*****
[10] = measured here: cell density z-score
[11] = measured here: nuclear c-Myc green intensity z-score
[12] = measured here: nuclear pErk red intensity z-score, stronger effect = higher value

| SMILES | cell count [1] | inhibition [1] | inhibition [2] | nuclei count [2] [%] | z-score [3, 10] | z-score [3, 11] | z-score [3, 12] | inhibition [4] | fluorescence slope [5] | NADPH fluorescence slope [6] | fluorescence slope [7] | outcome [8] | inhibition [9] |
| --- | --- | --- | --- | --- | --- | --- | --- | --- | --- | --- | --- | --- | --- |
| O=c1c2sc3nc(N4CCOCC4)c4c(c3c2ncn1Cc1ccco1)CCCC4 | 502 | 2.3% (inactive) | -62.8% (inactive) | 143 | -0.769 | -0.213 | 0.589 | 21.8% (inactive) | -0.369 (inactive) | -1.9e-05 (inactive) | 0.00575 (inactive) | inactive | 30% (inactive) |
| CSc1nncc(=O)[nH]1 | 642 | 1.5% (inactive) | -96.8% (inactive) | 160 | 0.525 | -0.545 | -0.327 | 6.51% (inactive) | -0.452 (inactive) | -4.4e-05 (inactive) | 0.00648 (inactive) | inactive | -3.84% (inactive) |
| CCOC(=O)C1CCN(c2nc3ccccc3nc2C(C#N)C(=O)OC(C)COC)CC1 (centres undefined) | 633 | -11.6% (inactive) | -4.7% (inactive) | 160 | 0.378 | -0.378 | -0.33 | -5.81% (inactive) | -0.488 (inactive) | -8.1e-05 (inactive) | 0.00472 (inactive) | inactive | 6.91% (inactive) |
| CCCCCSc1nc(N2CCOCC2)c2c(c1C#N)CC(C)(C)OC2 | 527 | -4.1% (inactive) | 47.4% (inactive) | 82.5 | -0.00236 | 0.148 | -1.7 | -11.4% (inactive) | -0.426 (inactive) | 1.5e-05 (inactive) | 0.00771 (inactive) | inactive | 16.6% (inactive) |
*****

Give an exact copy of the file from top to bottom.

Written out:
[10] = measured here: cell density z-score
[11] = measured here: nuclear c-Myc green intensity z-score
[12] = measured here: nuclear pErk red intensity z-score, stronger effect = higher value

| SMILES | cell count [1] | inhibition [1] | inhibition [2] | nuclei count [2] [%] | z-score [3, 10] | z-score [3, 11] | z-score [3, 12] | inhibition [4] | fluorescence slope [5] | NADPH fluorescence slope [6] | fluorescence slope [7] | outcome [8] | inhibition [9] |
| --- | --- | --- | --- | --- | --- | --- | --- | --- | --- | --- | --- | --- | --- |
| O=c1c2sc3nc(N4CCOCC4)c4c(c3c2ncn1Cc1ccco1)CCCC4 | 502 | 2.3% (inactive) | -62.8% (inactive) | 143 | -0.769 | -0.213 | 0.589 | 21.8% (inactive) | -0.369 (inactive) | -1.9e-05 (inactive) | 0.00575 (inactive) | inactive | 30% (inactive) |
| CSc1nncc(=O)[nH]1 | 642 | 1.5% (inactive) | -96.8% (inactive) | 160 | 0.525 | -0.545 | -0.327 | 6.51% (inactive) | -0.452 (inactive) | -4.4e-05 (inactive) | 0.00648 (inactive) | inactive | -3.84% (inactive) |
| CCOC(=O)C1CCN(c2nc3ccccc3nc2C(C#N)C(=O)OC(C)COC)CC1 (centres undefined) | 633 | -11.6% (inactive) | -4.7% (inactive) | 160 | 0.378 | -0.378 | -0.33 | -5.81% (inactive) | -0.488 (inactive) | -8.1e-05 (inactive) | 0.00472 (inactive) | inactive | 6.91% (inactive) |
| CCCCCSc1nc(N2CCOCC2)c2c(c1C#N)CC(C)(C)OC2 | 527 | -4.1% (inactive) | 47.4% (inactive) | 82.5 | -0.00236 | 0.148 | -1.7 | -11.4% (inactive) | -0.426 (inactive) | 1.5e-05 (inactive) | 0.00771 (inactive) | inactive | 16.6% (inactive) |